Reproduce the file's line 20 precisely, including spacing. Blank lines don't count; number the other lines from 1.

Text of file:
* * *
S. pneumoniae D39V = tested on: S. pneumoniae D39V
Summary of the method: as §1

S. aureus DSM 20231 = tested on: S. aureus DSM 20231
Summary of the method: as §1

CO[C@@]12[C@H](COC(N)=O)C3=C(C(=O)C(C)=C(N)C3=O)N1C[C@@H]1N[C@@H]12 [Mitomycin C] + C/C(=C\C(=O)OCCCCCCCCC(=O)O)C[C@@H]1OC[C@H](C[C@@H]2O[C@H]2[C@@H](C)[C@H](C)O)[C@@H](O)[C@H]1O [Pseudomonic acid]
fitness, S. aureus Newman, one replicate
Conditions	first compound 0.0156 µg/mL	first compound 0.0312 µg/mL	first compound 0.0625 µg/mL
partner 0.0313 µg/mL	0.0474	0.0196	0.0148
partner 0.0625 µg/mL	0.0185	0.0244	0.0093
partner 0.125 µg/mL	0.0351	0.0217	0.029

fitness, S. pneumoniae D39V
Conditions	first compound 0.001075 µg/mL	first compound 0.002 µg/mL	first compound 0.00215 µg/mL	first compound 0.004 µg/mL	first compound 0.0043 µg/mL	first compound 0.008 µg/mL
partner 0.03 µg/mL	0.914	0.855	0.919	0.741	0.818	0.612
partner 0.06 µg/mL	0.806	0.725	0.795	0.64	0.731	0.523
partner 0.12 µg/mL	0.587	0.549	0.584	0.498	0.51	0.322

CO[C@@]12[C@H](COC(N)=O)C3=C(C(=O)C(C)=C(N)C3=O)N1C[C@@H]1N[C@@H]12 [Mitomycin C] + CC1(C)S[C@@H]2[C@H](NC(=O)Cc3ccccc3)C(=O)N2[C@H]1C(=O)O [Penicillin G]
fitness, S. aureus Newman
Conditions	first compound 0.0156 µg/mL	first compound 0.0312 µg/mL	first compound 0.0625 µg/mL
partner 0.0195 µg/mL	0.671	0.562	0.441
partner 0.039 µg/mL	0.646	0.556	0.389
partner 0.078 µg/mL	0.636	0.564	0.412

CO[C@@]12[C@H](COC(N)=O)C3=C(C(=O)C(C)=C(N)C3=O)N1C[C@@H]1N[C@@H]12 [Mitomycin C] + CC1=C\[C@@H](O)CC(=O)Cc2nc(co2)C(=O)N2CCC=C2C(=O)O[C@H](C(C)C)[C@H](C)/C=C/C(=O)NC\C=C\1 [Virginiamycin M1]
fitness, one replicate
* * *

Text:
partner 0.039 µg/mL	0.646	0.556	0.389